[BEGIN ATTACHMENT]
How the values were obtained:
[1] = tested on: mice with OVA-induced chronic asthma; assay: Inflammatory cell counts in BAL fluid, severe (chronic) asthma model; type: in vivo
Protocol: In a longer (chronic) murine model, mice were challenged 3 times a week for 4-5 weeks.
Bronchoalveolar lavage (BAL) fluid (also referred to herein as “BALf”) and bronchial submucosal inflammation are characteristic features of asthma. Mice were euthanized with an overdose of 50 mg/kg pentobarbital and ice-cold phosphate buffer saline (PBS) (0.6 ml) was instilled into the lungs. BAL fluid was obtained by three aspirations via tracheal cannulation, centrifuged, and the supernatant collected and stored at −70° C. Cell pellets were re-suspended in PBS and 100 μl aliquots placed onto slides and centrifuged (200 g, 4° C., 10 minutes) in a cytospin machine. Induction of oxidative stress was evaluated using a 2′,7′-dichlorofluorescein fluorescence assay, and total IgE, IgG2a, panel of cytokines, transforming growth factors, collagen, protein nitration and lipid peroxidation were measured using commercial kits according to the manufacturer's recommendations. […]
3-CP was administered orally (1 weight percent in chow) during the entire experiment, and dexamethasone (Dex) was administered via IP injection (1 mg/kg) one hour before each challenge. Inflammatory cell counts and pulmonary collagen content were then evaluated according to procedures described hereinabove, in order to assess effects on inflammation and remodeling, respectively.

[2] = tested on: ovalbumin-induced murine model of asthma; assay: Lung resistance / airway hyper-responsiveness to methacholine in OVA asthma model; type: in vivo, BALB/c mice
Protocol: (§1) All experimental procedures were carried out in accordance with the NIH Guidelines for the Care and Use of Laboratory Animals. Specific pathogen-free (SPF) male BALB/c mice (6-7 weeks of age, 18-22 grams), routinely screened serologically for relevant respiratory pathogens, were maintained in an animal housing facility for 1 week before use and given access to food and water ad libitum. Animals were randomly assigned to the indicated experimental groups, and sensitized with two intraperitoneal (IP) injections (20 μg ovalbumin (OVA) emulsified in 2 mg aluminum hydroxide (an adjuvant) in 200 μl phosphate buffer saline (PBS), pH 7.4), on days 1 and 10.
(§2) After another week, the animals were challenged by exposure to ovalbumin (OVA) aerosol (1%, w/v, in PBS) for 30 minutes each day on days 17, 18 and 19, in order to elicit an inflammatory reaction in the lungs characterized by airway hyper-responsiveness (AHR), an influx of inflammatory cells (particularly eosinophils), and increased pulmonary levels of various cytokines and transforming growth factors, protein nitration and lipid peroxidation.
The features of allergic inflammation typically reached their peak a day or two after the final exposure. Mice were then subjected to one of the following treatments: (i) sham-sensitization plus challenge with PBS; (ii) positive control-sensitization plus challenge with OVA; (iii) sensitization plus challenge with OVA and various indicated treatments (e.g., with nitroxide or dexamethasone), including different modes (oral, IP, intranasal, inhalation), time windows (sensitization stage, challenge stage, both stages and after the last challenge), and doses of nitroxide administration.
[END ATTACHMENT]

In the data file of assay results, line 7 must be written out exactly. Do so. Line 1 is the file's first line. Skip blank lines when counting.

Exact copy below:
Protocol: (§1) All experimental procedures were carried out in accordance with the NIH Guidelines for the Care and Use of Laboratory Animals. Specific pathogen-free (SPF) male BALB/c mice (6-7 weeks of age, 18-22 grams), routinely screened serologically for relevant respiratory pathogens, were maintained in an animal housing facility for 1 week before use and given access to food and water ad libitum. Animals were randomly assigned to the indicated experimental groups, and sensitized with two intraperitoneal (IP) injections (20 μg ovalbumin (OVA) emulsified in 2 mg aluminum hydroxide (an adjuvant) in 200 μl phosphate buffer saline (PBS), pH 7.4), on days 1 and 10.